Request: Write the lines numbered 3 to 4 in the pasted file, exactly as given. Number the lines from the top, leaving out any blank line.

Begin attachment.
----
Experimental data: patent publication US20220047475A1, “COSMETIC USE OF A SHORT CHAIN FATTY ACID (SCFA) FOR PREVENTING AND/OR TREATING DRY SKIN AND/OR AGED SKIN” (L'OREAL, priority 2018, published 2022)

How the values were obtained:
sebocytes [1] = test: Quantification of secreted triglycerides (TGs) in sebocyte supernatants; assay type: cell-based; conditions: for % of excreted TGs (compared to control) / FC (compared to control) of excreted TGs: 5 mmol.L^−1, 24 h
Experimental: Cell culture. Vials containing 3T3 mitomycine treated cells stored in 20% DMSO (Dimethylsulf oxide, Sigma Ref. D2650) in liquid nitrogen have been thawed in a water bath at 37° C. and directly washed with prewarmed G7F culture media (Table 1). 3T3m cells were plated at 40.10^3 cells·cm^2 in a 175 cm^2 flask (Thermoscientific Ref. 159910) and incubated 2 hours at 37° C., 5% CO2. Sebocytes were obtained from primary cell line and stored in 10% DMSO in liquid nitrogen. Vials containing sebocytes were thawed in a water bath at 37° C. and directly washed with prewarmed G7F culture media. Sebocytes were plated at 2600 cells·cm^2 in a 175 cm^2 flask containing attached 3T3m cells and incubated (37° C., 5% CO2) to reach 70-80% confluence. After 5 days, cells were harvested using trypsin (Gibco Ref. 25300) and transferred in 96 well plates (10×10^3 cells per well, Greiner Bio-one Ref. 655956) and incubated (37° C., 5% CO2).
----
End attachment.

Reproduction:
sebocytes [1] = test: Quantification of secreted triglycerides (TGs) in sebocyte supernatants; assay type: cell-based; conditions: for % of excreted TGs (compared to control) / FC (compared to control) of excreted TGs: 5 mmol.L^−1, 24 h
Experimental: Cell culture. Vials containing 3T3 mitomycine treated cells stored in 20% DMSO (Dimethylsulf oxide, Sigma Ref. D2650) in liquid nitrogen have been thawed in a water bath at 37° C. and directly washed with prewarmed G7F culture media (Table 1). 3T3m cells were plated at 40.10^3 cells·cm^2 in a 175 cm^2 flask (Thermoscientific Ref. 159910) and incubated 2 hours at 37° C., 5% CO2. Sebocytes were obtained from primary cell line and stored in 10% DMSO in liquid nitrogen. Vials containing sebocytes were thawed in a water bath at 37° C. and directly washed with prewarmed G7F culture media. Sebocytes were plated at 2600 cells·cm^2 in a 175 cm^2 flask containing attached 3T3m cells and incubated (37° C., 5% CO2) to reach 70-80% confluence. After 5 days, cells were harvested using trypsin (Gibco Ref. 25300) and transferred in 96 well plates (10×10^3 cells per well, Greiner Bio-one Ref. 655956) and incubated (37° C., 5% CO2).